Movement, Temporality, and Exchange: Animals in Mongol Eurasia


Sunday, February 26, 2017, 10:00am to 6:00pm


Rabin Building, Room 2001, Mt. Scopus Campus

Reuven Amitai (The Hebrew University of Jerusalem) - 10:00-11:30 Panel 1: Use

A Mamluk's Best Friend: Some Remarks on the Mounts of the Military Elite of Egypt and Syria in the Late Middle-Ages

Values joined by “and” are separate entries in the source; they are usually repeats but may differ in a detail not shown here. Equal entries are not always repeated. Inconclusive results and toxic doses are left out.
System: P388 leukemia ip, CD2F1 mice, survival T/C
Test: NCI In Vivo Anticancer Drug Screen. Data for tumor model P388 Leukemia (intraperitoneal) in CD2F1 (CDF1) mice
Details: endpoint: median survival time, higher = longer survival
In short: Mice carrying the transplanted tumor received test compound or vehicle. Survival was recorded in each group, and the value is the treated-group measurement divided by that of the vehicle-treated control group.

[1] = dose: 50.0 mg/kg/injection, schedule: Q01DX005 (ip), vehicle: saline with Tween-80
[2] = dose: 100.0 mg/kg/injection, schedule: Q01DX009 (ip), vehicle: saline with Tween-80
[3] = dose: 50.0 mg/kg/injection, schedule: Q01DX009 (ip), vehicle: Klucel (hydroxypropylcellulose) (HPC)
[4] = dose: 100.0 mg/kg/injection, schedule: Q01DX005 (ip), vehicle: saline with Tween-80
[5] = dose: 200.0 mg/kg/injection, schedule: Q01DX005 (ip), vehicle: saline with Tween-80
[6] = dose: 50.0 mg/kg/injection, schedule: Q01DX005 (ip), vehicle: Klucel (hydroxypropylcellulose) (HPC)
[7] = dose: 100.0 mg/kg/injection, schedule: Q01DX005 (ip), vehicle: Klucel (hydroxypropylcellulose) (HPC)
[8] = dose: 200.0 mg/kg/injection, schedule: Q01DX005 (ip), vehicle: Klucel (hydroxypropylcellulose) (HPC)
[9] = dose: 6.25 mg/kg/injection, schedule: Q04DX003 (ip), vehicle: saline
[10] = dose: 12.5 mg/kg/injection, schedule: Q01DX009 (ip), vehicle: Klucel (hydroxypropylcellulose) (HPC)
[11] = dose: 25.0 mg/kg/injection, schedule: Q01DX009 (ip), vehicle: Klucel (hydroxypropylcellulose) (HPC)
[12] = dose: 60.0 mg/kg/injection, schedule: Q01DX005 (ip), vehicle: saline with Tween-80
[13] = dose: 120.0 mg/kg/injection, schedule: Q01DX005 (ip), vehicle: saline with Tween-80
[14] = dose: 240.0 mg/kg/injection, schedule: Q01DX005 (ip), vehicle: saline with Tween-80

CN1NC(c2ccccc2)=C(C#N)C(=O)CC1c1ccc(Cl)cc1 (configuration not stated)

It should not come as a surprise that the Mamluks took their horses very seriously. The mainstay of their military might was a large mobile field army mostly composed of mounted archers. In this they were similar to the armies based on troopers of Eurasian Steppe provenance. However, unlike the Mongols and the Turkmen, the Mamluk horses were not primarily fed by grazing, but rather by fodder. Like the Mamluk soldiers, their mounts were "city dwellers", although they may have spent some time every year out in the country. This presented all kinds of logistical challenges, some of which will be discussed in this paper. In addition, we will review some of the evidence for the types of horses that the Mamluks used, comparing it to the mounts of their Mongol enemies. If there is time, other matters may be raised: training, veterinary health, and breeding